Looking at the luck factor from the other direction, a poor player who should normally lose $4 an hour could actually earn up to $1,000 over a 100 hour period by getting lucky!
Do these statements surprise you? As you can see, the “long-term” can be quite long indeed when talking about the luck factor in poker. A good understanding of the fluctuations that will occur playing Texas Hold'em is essential to your enjoyment of the game as well as to how you should manage your bankroll.
Because of the fluctuations in this game, it is essential to play at limits within your bankroll; otherwise, you risk going broke. For some people, they just keep digging back into their extra cash to keep playing but if you are on a limited bankroll you need to ensure that you protect it and play within the confines that your bankroll sets for you.
Many beginning players play at limits too high in relationship to their bankroll. Some of them will get lucky, start winning, and their game will improve enough to maintain the limit they are playing at. However, many will suffer the consequences and will find themselves broke and trying to figure out a way to explain to their significant other how they need some additional funding to keep playing.
How much do you need? As with many questions about poker it depends. It depends on how good you are, your style of play, and the type of game you play in. It is obvious that if you are a losing player there is no amount of bankroll large enough. Better players need smaller bankrolls as the negative fluctuations they experience will not be quite as large as say a player who barely breaks even. Aggressive loose players need larger bankrolls than conservative players as they will also experience more fluctuations in both directions. You need a larger bankroll playing in loose aggressive games than you do in tight passive games.
For many players, a good benchmark is about 350 times the big bet. This practically ensures that a good player will not go broke. However, it takes time to reach the skill level of a good player. Beginners should start out with even higher bankrolls.
One other criteria in setting your bankroll is how much risk you are willing to take of going broke. If you don’t mind increasing the chance of going broke by say 5%, you could play with less bankroll. Another strategy is to play at a slightly higher limit, but drop down a limit as soon as things start to go bad. The problem with this bankroll strategy is that many players do not have the discipline to do this. It is hard dropping down limits when you start to realize that it will take more time to get back to where you want to be. Nevertheless, this is a viable bankroll strategy for disciplined players.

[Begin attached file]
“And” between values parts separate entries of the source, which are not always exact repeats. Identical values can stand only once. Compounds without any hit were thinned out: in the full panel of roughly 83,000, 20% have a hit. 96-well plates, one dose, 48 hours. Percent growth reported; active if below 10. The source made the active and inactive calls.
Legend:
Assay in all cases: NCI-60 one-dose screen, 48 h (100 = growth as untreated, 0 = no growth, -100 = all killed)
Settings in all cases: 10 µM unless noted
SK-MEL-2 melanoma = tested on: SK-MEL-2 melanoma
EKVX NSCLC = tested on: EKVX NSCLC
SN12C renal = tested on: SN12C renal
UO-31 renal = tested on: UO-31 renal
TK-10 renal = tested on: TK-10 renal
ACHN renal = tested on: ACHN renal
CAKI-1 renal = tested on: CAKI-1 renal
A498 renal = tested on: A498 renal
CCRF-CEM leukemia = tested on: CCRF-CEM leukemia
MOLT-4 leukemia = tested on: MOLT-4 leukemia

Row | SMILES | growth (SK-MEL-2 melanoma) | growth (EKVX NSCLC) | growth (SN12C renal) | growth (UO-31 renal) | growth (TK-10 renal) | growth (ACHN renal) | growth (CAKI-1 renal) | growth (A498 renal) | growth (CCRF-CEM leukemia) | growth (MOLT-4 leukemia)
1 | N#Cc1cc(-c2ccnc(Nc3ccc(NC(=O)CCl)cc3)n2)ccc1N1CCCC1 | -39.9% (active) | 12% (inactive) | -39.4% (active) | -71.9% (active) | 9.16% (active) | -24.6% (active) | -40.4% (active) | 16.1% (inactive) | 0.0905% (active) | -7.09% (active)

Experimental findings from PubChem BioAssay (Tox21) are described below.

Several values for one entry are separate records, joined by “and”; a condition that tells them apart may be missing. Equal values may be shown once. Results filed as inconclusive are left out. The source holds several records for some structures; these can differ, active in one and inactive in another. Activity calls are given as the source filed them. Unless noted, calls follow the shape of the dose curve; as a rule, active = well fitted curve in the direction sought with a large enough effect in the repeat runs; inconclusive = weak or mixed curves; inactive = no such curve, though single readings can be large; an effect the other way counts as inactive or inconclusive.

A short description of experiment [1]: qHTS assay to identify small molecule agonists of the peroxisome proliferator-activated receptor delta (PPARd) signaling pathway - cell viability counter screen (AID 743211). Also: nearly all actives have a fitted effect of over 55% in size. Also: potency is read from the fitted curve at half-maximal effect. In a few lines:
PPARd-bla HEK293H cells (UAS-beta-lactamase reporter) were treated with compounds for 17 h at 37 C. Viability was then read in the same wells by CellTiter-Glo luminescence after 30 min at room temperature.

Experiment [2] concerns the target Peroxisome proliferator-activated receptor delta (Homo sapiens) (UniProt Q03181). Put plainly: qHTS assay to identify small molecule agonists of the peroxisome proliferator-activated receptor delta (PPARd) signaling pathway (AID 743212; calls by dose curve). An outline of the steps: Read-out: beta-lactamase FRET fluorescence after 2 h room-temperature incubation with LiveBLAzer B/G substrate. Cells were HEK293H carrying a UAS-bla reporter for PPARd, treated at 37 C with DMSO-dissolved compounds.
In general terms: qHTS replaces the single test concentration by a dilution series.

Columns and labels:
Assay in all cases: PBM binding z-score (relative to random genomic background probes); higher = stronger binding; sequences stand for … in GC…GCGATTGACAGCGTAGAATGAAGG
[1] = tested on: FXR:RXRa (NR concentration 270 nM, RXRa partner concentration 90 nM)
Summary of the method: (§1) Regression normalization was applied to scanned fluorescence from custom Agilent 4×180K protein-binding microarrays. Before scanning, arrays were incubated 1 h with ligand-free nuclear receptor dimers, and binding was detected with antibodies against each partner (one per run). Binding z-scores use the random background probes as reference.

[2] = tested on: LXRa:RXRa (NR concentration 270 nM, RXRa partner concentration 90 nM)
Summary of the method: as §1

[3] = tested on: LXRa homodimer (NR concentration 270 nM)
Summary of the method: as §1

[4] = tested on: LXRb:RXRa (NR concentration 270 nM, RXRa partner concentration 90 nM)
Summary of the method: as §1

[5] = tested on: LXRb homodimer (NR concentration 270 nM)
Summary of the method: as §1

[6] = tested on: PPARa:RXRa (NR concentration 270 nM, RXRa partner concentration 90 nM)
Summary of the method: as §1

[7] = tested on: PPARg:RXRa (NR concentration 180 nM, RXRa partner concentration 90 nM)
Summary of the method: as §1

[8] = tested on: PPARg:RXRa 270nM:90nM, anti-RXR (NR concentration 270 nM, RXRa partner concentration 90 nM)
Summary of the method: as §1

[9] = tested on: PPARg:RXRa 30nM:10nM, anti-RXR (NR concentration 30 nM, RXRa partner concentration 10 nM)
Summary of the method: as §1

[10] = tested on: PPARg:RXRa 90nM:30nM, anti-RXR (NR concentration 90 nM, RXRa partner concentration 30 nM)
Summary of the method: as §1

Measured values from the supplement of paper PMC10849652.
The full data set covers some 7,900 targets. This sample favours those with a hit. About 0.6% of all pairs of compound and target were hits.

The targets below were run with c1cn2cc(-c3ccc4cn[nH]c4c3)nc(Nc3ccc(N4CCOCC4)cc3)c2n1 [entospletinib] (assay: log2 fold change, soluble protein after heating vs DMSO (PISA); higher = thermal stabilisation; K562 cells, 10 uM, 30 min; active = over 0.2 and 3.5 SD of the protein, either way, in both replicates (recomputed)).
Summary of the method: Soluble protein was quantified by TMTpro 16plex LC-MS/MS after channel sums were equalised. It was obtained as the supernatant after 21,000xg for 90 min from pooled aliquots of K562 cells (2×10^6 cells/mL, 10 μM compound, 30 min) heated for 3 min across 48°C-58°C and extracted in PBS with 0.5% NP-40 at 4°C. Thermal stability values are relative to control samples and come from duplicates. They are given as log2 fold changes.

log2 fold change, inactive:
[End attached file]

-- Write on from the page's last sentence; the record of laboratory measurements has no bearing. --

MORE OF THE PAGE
My advice is to always have at least 250 to 400 times the big bet depending on how much risk you are willing to take and your willingness to drop down a limit if things go sour. If you are just starting out, begin with at least 500 times the big bet to get your feet wet to help you gain some experience before moving into higher limits. Like anything in life, to be successful you need to make a plan. Make a plan for your bankroll and the limits you want to play and stick to it. Be sure to have a plan “B” incorporated into the plan for stepping down limits when things don’t go as well as you had hoped.
The worst mistake one can make is playing at limits too high in relation to your bankroll. It is the worst mistake because the end result is that you won’t be able to play anymore. If you don’t mind going broke, then you can take more chances. But if you want to play poker for the years to come, you must ensure that you manage your bankroll effectively.
The next article will look at Mistake #7: Not Paying Attention
ReadyBetGo! is an independent gambling news and information service. If you plan to play in casinos, ensure
that you are not breaking any local laws. It's up to you to know the legality of your actions when you gamble.